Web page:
Saturday, June 16, 2018

Roads Collapsing

Everywhere we look, roads are collapsing. In Rome huge sink holes have developed large enough to swallow up cars. As the holes open, new Roman ruins are being discovered. In our Umbrian village one of the two roads leading out of town has had one edge of the road fall away forty or fifty centimeters from the road surface. Over the intervening months,the new cliff has been fenced off, shutting the 1-1/2 lane road down to one lane. Perhaps our local officials are planning to make it a tourist attraction, the Umbrian Grand Canyon, or just find it so interesting, they don’t want to alter it.
Men working, sooner or later.

There is a precedent. A few years ago, a section of the same road ,a kilometer or two down the hill, was undermined by ground water so badly that the asphalt heaved, creating what amounted to a low wall across the road. The asphalt had to be scraped away and that section has remained a stretch of dirt road ever since. It’s a little dusty but definitely safer than before. Safety is not always a major concern, as we can see from the way the tall grass has been dealt with at a sign
The Grand Canyon of Acqualoreto
warning of a drainage ditch and concrete culvert along the road’s edge..

The Region of Umbria is divided into two provinces, Perugia and Terni. Our village of Acqualoreto sits just south of the border in the Province of Terni. Thank God! While I’ve been told by people who should know, that the provincial governments no longer play much of a role in road maintenance, for some inexplicable reason the roads
sign warning of ditch & concrete culvert
of Perugia, at least the ones near here, are notably worse than those of Terni. Last year, a short winding road through the village of Fiore became virtually impassible. It was “repaired” with all sorts of of road grading equipment and two or three flagmen to control traffic over a period of about a week. The road is only a kilometer or two long but it was repaved in patches, typically 40 to 60 meters long, where the worst parts were, but the good patches, while passable, were also very bad. Now they’re worse.

unpatched with patch beyond

more quiltwork
All around us, roads, from winding country roads to superstrade (non-toll divided highways) are full of so many potholes and degraded surfaces that driving becomes hazardous, as drivers, instead of just gliding along in their lane, swerve erratically to avoid the rough patches. We’ve had a strange winter, not especially cold, except for about one week in late February when temperatures were dramatically below below normal, touching -15°C and causing a number of pipes to burst. There was an unusual amount of rain. What then was the cause? Some suggest that the abundant rain undermined the roads and the frost damaged the pavement. Northern Europe had an abnormally cold winter so how are the roads in Germany and Scandinavia holding up? Is it just an occasional bad year and things will return to normal next year? We hope so but that’s what we thought about the olive harvest and we’ve now had four bad years in a row. Perhaps it’s all the wrath of a judgmental God, fed up with what we’re doing to His creation.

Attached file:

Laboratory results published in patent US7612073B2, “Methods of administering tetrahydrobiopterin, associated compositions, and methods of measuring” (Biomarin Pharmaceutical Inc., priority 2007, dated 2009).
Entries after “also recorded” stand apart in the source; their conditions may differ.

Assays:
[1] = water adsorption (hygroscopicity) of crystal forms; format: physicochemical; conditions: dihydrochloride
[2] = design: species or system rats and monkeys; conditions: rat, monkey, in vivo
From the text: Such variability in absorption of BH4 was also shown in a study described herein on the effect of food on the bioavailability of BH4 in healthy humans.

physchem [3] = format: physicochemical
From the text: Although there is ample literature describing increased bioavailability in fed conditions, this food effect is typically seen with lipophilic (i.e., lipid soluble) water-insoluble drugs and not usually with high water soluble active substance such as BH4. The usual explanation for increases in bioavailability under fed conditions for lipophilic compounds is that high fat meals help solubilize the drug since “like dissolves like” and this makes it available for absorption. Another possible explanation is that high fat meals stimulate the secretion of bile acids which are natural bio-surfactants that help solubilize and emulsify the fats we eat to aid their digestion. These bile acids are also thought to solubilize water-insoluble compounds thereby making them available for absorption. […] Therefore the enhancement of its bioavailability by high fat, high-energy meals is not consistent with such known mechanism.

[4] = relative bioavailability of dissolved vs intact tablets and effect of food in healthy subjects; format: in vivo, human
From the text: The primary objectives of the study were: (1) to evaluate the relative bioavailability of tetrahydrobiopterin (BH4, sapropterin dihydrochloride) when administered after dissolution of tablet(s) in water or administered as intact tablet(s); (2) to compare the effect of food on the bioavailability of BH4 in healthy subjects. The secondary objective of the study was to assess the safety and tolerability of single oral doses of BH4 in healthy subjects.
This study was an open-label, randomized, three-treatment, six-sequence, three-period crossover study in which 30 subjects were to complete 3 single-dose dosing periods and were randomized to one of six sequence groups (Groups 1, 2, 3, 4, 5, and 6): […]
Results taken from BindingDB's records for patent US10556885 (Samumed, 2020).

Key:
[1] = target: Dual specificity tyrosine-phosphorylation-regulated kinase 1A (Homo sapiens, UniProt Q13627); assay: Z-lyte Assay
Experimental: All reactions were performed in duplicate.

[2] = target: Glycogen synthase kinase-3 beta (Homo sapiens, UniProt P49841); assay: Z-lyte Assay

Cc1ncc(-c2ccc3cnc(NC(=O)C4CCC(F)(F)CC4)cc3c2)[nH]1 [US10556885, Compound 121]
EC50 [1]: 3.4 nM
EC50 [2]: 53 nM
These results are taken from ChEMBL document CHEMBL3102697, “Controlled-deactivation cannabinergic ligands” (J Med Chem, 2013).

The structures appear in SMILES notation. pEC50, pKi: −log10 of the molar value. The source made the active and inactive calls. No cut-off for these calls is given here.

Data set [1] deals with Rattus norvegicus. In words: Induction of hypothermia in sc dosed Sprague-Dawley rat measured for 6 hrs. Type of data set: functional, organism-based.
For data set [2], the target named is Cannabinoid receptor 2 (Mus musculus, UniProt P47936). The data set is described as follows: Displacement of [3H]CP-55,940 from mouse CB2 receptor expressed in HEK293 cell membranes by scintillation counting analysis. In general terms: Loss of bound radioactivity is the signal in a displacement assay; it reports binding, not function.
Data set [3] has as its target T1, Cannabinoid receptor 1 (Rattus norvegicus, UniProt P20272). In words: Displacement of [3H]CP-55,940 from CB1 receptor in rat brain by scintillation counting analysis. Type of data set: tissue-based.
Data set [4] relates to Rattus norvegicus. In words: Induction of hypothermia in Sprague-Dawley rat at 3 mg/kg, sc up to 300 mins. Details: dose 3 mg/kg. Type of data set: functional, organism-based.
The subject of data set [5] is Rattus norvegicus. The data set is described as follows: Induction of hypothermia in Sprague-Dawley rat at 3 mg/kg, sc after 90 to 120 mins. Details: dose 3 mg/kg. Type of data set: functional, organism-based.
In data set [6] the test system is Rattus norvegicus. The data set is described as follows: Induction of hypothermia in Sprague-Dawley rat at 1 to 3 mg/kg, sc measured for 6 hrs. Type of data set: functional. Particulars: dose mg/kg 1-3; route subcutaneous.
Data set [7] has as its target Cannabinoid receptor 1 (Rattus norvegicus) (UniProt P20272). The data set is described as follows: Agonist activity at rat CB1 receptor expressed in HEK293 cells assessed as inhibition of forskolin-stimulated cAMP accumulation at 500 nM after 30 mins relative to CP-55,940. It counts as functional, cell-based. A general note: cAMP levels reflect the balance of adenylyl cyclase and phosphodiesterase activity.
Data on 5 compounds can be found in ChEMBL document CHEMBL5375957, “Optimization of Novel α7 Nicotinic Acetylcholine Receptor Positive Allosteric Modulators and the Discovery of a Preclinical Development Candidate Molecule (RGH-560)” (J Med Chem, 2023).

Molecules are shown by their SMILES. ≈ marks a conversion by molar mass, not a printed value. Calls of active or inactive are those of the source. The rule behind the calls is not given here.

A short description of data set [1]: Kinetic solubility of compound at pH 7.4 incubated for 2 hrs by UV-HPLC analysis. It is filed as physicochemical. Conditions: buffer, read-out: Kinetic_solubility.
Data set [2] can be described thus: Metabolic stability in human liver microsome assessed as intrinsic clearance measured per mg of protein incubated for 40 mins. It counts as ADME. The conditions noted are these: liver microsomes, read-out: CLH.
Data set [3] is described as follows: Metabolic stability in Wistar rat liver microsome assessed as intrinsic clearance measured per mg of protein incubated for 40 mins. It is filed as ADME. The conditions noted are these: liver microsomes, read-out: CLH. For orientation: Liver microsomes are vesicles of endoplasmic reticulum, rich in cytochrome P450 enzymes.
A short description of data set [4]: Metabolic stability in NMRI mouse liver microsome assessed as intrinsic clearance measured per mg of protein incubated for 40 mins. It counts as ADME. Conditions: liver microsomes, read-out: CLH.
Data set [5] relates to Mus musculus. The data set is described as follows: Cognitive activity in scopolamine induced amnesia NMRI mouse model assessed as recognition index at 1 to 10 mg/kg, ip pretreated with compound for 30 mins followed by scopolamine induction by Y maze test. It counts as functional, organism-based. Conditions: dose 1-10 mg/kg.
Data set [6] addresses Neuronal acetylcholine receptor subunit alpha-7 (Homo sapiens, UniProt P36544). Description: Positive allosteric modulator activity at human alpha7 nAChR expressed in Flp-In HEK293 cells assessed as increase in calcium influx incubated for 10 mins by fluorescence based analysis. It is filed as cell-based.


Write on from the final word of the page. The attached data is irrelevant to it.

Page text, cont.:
difficult road to the pizzeria

Italy is experiencing a long running economic crisis and has somewhat decentralized funding of government functions to the regions. Is rural Umbria too underpopulated to afford road maintenance? If so, what about the streets of Rome, with their unprecedented potholes? Surely, there’s no lack of population to pay for its roads.

Giant Roman pothole

We’ve heard that American infrastructure is underfunded and crumbling. At least we know how that happened. Once the masses were convinced that that government was the problem, not the solution, there was no money available for anything useful to the public, so schools, hospitals, airports and parks share the same fate as roads and bridges. Has this spread to Italy? Has climate change already changed the earth’s surface more than we thought? Does anyone have a clue? Is this a series of natural disasters or unusually bad administration?

Whatever the cause, it doesn’t seem like non maintenance of roads is especially good for the economy. Delivering goods gets to be difficult, and those tourists that we increasingly depend on for infusions of cash can’t be getting the most positive impression. Italy used to be a delightful place to drive, with its winding, hilly roads and non-problematic speed limits. Truck-filled autostrade and an obscene number of speed traps on the small roads have removed most of the joy of driving. Cars have gotten bigger and their drivers proportionately worse so unmaintained roads are just the latest affront.

Then again, paved roads are sooo 20th Century! Before 1970 few country roads around here were paved and then, suddenly, they all were. Driverless cars are said to be coming but they may be rendered unnecessary before they arrive. A new era is almost at hand. Amazon will be delivering all the merchandise we require by unmanned drones. With a complete virtual existence and all material needs at your door, who needs roads?
The wave of the future